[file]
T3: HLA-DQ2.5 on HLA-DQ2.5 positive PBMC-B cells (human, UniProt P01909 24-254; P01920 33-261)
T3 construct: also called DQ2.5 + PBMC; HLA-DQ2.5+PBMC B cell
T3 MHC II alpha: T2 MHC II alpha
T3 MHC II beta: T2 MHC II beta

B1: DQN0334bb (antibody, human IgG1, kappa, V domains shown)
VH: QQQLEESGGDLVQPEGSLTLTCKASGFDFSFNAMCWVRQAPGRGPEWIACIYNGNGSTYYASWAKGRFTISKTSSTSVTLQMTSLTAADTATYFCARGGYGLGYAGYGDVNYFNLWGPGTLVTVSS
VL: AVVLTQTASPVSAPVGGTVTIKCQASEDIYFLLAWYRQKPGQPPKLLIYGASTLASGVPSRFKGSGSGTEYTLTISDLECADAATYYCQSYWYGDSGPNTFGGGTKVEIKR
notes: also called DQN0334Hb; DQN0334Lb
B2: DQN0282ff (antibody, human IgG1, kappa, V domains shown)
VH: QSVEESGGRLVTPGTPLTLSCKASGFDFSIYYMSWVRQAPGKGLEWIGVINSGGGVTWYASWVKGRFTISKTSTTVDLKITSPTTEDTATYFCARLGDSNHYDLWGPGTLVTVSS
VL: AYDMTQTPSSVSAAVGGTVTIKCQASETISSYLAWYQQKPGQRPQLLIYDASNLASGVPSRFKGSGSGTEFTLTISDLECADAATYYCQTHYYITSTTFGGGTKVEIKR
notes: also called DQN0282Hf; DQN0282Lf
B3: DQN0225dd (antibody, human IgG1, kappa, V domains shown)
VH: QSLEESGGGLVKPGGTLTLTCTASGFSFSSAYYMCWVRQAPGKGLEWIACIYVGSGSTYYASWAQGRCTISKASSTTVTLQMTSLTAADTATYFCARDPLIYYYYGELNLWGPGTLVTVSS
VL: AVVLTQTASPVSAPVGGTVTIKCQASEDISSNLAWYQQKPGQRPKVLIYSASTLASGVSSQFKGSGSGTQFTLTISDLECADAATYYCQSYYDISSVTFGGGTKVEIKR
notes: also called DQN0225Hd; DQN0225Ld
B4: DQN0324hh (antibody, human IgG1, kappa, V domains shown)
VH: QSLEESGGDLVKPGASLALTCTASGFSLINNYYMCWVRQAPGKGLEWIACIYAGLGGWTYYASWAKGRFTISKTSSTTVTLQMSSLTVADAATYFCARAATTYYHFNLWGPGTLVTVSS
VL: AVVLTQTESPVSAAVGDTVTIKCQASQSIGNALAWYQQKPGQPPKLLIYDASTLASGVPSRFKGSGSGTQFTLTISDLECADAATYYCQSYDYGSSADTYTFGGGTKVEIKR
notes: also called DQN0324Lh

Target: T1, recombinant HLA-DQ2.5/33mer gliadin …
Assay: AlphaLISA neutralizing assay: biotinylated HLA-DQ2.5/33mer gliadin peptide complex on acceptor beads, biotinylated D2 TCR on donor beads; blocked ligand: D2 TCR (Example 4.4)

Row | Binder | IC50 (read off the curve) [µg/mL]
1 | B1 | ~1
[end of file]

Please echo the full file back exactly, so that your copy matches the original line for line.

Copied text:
T3: HLA-DQ2.5 on HLA-DQ2.5 positive PBMC-B cells (human, UniProt P01909 24-254; P01920 33-261)
T3 construct: also called DQ2.5 + PBMC; HLA-DQ2.5+PBMC B cell
T3 MHC II alpha: T2 MHC II alpha
T3 MHC II beta: T2 MHC II beta

B1: DQN0334bb (antibody, human IgG1, kappa, V domains shown)
VH: QQQLEESGGDLVQPEGSLTLTCKASGFDFSFNAMCWVRQAPGRGPEWIACIYNGNGSTYYASWAKGRFTISKTSSTSVTLQMTSLTAADTATYFCARGGYGLGYAGYGDVNYFNLWGPGTLVTVSS
VL: AVVLTQTASPVSAPVGGTVTIKCQASEDIYFLLAWYRQKPGQPPKLLIYGASTLASGVPSRFKGSGSGTEYTLTISDLECADAATYYCQSYWYGDSGPNTFGGGTKVEIKR
notes: also called DQN0334Hb; DQN0334Lb
B2: DQN0282ff (antibody, human IgG1, kappa, V domains shown)
VH: QSVEESGGRLVTPGTPLTLSCKASGFDFSIYYMSWVRQAPGKGLEWIGVINSGGGVTWYASWVKGRFTISKTSTTVDLKITSPTTEDTATYFCARLGDSNHYDLWGPGTLVTVSS
VL: AYDMTQTPSSVSAAVGGTVTIKCQASETISSYLAWYQQKPGQRPQLLIYDASNLASGVPSRFKGSGSGTEFTLTISDLECADAATYYCQTHYYITSTTFGGGTKVEIKR
notes: also called DQN0282Hf; DQN0282Lf
B3: DQN0225dd (antibody, human IgG1, kappa, V domains shown)
VH: QSLEESGGGLVKPGGTLTLTCTASGFSFSSAYYMCWVRQAPGKGLEWIACIYVGSGSTYYASWAQGRCTISKASSTTVTLQMTSLTAADTATYFCARDPLIYYYYGELNLWGPGTLVTVSS
VL: AVVLTQTASPVSAPVGGTVTIKCQASEDISSNLAWYQQKPGQRPKVLIYSASTLASGVSSQFKGSGSGTQFTLTISDLECADAATYYCQSYYDISSVTFGGGTKVEIKR
notes: also called DQN0225Hd; DQN0225Ld
B4: DQN0324hh (antibody, human IgG1, kappa, V domains shown)
VH: QSLEESGGDLVKPGASLALTCTASGFSLINNYYMCWVRQAPGKGLEWIACIYAGLGGWTYYASWAKGRFTISKTSSTTVTLQMSSLTVADAATYFCARAATTYYHFNLWGPGTLVTVSS
VL: AVVLTQTESPVSAAVGDTVTIKCQASQSIGNALAWYQQKPGQPPKLLIYDASTLASGVPSRFKGSGSGTQFTLTISDLECADAATYYCQSYDYGSSADTYTFGGGTKVEIKR
notes: also called DQN0324Lh

Target: T1, recombinant HLA-DQ2.5/33mer gliadin …
Assay: AlphaLISA neutralizing assay: biotinylated HLA-DQ2.5/33mer gliadin peptide complex on acceptor beads, biotinylated D2 TCR on donor beads; blocked ligand: D2 TCR (Example 4.4)

Row | Binder | IC50 (read off the curve) [µg/mL]
1 | B1 | ~1